Education

Money Matters

February 01, 1990 1 min read

Make sure you have money to tide you over during the lag between your last check in the states and your first check in your employing country.

Get traveler’s checks to cover expenses during the last few weeks at home and the first few weeks abroad.

Keep a bank account open in the states to cover bills that will arrive after you leave and to facilitate a smoother transition upon your return.

Arrange for someone to pay your bills using your bank account.

Cancel memberships or accounts you won’t be needing, or find out if you can put them on hold and extend the expiration date.

If you want to hold on to your apartment during your absence, find someone to sublet. Check your lease to make sure subletting is allowed, and sign a written agreement with the person who sublets.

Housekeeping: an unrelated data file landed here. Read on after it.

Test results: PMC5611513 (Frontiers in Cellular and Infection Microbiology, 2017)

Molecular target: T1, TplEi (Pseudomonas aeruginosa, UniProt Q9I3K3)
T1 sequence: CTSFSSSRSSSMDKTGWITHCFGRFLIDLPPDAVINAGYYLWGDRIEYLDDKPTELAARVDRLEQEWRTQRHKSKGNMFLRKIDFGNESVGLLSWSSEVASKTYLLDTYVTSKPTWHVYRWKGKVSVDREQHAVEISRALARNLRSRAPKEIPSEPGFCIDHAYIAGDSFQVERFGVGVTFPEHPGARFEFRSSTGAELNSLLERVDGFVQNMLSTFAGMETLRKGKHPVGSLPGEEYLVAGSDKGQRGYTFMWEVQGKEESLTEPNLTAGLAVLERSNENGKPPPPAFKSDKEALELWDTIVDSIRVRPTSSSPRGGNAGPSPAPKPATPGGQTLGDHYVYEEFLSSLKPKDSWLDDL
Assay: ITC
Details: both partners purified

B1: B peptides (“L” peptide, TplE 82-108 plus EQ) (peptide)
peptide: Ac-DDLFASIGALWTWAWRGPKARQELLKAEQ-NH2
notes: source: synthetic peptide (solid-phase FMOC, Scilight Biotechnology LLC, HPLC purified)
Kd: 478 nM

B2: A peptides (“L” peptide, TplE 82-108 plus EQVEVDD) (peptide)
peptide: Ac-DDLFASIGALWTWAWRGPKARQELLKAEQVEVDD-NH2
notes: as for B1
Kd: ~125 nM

Write a will, and notify someone in the states of its existence and location.

You must file a U.S. tax return each year. The Internal Revenue Service will extend the filing deadline by two months for most American citizens living abroad. If you work overseas and earn less than $70,000 per year, you do not have to pay U.S. taxes on the foreign-earned income, but still must file a return.

For more tax information, see Publication 54: Tax Guide for U.S. Citizens and Resident Aliens Abroad (for a free copy, call 800-424-FORM) or the Institute of International Education’s publication, Teaching Abroad (address on page 74).

A version of this article appeared in the February 01, 1990 edition of Teacher as Money Matters